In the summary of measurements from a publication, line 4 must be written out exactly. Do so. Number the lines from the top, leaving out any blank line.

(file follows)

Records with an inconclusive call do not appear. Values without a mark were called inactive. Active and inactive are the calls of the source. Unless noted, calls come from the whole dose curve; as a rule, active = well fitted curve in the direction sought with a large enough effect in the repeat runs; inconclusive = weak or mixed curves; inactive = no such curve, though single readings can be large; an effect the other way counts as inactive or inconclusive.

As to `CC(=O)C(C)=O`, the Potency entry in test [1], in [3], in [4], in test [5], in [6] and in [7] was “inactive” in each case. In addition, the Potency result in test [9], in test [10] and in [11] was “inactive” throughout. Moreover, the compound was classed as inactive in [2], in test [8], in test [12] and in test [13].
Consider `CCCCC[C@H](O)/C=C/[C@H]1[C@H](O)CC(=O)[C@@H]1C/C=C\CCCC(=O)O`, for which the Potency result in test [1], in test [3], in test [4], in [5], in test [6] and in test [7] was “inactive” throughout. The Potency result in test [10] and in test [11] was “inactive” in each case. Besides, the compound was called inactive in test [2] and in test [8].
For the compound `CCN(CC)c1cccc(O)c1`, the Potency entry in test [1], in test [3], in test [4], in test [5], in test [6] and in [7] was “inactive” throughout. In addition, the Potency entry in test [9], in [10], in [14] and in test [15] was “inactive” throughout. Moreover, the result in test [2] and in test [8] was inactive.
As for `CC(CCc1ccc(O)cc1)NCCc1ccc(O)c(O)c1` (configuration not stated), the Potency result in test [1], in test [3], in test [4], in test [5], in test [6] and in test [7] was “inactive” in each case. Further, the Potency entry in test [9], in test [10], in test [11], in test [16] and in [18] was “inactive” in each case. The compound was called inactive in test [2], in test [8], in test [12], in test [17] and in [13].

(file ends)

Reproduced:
For the compound `CCN(CC)c1cccc(O)c1`, the Potency entry in test [1], in test [3], in test [4], in test [5], in test [6] and in [7] was “inactive” throughout. In addition, the Potency entry in test [9], in [10], in [14] and in test [15] was “inactive” throughout. Moreover, the result in test [2] and in test [8] was inactive.